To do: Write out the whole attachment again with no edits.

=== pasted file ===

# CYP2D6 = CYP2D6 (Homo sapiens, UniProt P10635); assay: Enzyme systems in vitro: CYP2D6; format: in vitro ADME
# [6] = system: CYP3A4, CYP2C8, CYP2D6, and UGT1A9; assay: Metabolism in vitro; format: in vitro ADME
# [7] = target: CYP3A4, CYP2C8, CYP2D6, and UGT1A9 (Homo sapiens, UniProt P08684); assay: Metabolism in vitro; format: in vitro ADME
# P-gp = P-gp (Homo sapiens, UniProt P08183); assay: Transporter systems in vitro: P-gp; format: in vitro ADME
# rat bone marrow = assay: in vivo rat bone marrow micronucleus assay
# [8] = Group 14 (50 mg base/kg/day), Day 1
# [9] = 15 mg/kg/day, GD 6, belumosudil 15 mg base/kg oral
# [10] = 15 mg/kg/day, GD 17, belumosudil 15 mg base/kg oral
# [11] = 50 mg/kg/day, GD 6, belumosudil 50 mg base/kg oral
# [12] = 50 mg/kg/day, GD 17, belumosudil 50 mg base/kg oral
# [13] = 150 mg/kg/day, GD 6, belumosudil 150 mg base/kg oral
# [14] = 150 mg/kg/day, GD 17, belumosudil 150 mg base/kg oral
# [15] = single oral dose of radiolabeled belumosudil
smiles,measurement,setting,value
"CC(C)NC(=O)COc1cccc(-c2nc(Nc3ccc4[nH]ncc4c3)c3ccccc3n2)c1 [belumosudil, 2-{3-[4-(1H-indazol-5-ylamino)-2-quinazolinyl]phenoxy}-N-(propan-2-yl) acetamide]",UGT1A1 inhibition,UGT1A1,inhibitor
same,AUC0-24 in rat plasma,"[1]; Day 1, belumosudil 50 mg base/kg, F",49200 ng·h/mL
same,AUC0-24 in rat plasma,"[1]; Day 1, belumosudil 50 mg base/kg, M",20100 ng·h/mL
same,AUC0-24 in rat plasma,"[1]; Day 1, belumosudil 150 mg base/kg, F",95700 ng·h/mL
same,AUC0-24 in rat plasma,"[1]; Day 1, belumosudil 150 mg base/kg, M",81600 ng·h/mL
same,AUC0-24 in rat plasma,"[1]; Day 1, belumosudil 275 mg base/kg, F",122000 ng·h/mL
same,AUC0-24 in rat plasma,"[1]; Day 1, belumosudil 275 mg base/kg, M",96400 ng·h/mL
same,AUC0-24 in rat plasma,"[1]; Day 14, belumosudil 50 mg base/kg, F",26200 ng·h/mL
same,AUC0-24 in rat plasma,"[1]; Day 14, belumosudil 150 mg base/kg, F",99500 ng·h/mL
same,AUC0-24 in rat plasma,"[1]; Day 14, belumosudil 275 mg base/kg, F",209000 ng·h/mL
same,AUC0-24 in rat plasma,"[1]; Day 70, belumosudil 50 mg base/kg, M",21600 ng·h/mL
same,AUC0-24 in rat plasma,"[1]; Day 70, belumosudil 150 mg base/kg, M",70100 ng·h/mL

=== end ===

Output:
# CYP2D6 = CYP2D6 (Homo sapiens, UniProt P10635); assay: Enzyme systems in vitro: CYP2D6; format: in vitro ADME
# [6] = system: CYP3A4, CYP2C8, CYP2D6, and UGT1A9; assay: Metabolism in vitro; format: in vitro ADME
# [7] = target: CYP3A4, CYP2C8, CYP2D6, and UGT1A9 (Homo sapiens, UniProt P08684); assay: Metabolism in vitro; format: in vitro ADME
# P-gp = P-gp (Homo sapiens, UniProt P08183); assay: Transporter systems in vitro: P-gp; format: in vitro ADME
# rat bone marrow = assay: in vivo rat bone marrow micronucleus assay
# [8] = Group 14 (50 mg base/kg/day), Day 1
# [9] = 15 mg/kg/day, GD 6, belumosudil 15 mg base/kg oral
# [10] = 15 mg/kg/day, GD 17, belumosudil 15 mg base/kg oral
# [11] = 50 mg/kg/day, GD 6, belumosudil 50 mg base/kg oral
# [12] = 50 mg/kg/day, GD 17, belumosudil 50 mg base/kg oral
# [13] = 150 mg/kg/day, GD 6, belumosudil 150 mg base/kg oral
# [14] = 150 mg/kg/day, GD 17, belumosudil 150 mg base/kg oral
# [15] = single oral dose of radiolabeled belumosudil
smiles,measurement,setting,value
"CC(C)NC(=O)COc1cccc(-c2nc(Nc3ccc4[nH]ncc4c3)c3ccccc3n2)c1 [belumosudil, 2-{3-[4-(1H-indazol-5-ylamino)-2-quinazolinyl]phenoxy}-N-(propan-2-yl) acetamide]",UGT1A1 inhibition,UGT1A1,inhibitor
same,AUC0-24 in rat plasma,"[1]; Day 1, belumosudil 50 mg base/kg, F",49200 ng·h/mL
same,AUC0-24 in rat plasma,"[1]; Day 1, belumosudil 50 mg base/kg, M",20100 ng·h/mL
same,AUC0-24 in rat plasma,"[1]; Day 1, belumosudil 150 mg base/kg, F",95700 ng·h/mL
same,AUC0-24 in rat plasma,"[1]; Day 1, belumosudil 150 mg base/kg, M",81600 ng·h/mL
same,AUC0-24 in rat plasma,"[1]; Day 1, belumosudil 275 mg base/kg, F",122000 ng·h/mL
same,AUC0-24 in rat plasma,"[1]; Day 1, belumosudil 275 mg base/kg, M",96400 ng·h/mL
same,AUC0-24 in rat plasma,"[1]; Day 14, belumosudil 50 mg base/kg, F",26200 ng·h/mL
same,AUC0-24 in rat plasma,"[1]; Day 14, belumosudil 150 mg base/kg, F",99500 ng·h/mL
same,AUC0-24 in rat plasma,"[1]; Day 14, belumosudil 275 mg base/kg, F",209000 ng·h/mL
same,AUC0-24 in rat plasma,"[1]; Day 70, belumosudil 50 mg base/kg, M",21600 ng·h/mL
same,AUC0-24 in rat plasma,"[1]; Day 70, belumosudil 150 mg base/kg, M",70100 ng·h/mL